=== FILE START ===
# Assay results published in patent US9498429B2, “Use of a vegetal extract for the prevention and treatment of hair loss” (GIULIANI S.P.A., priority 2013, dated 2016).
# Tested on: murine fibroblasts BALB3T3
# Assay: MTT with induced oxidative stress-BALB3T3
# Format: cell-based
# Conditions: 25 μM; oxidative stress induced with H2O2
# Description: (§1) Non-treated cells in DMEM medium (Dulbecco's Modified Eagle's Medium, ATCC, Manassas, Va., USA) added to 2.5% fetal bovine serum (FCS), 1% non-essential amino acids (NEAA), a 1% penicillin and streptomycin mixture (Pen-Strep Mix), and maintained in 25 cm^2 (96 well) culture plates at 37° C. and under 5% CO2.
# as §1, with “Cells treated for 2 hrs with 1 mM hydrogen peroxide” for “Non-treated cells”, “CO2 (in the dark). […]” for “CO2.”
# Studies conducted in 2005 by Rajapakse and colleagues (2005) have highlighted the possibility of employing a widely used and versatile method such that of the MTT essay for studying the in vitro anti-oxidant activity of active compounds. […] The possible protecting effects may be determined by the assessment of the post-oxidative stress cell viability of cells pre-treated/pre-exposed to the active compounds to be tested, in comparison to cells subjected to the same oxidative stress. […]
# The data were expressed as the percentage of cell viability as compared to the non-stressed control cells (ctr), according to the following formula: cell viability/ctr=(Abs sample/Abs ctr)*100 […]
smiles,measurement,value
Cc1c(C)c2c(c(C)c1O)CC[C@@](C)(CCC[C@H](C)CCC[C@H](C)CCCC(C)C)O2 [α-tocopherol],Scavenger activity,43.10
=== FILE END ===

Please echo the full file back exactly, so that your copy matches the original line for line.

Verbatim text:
# Assay results published in patent US9498429B2, “Use of a vegetal extract for the prevention and treatment of hair loss” (GIULIANI S.P.A., priority 2013, dated 2016).
# Tested on: murine fibroblasts BALB3T3
# Assay: MTT with induced oxidative stress-BALB3T3
# Format: cell-based
# Conditions: 25 μM; oxidative stress induced with H2O2
# Description: (§1) Non-treated cells in DMEM medium (Dulbecco's Modified Eagle's Medium, ATCC, Manassas, Va., USA) added to 2.5% fetal bovine serum (FCS), 1% non-essential amino acids (NEAA), a 1% penicillin and streptomycin mixture (Pen-Strep Mix), and maintained in 25 cm^2 (96 well) culture plates at 37° C. and under 5% CO2.
# as §1, with “Cells treated for 2 hrs with 1 mM hydrogen peroxide” for “Non-treated cells”, “CO2 (in the dark). […]” for “CO2.”
# Studies conducted in 2005 by Rajapakse and colleagues (2005) have highlighted the possibility of employing a widely used and versatile method such that of the MTT essay for studying the in vitro anti-oxidant activity of active compounds. […] The possible protecting effects may be determined by the assessment of the post-oxidative stress cell viability of cells pre-treated/pre-exposed to the active compounds to be tested, in comparison to cells subjected to the same oxidative stress. […]
# The data were expressed as the percentage of cell viability as compared to the non-stressed control cells (ctr), according to the following formula: cell viability/ctr=(Abs sample/Abs ctr)*100 […]
smiles,measurement,value
Cc1c(C)c2c(c(C)c1O)CC[C@@](C)(CCC[C@H](C)CCC[C@H](C)CCCC(C)C)O2 [α-tocopherol],Scavenger activity,43.10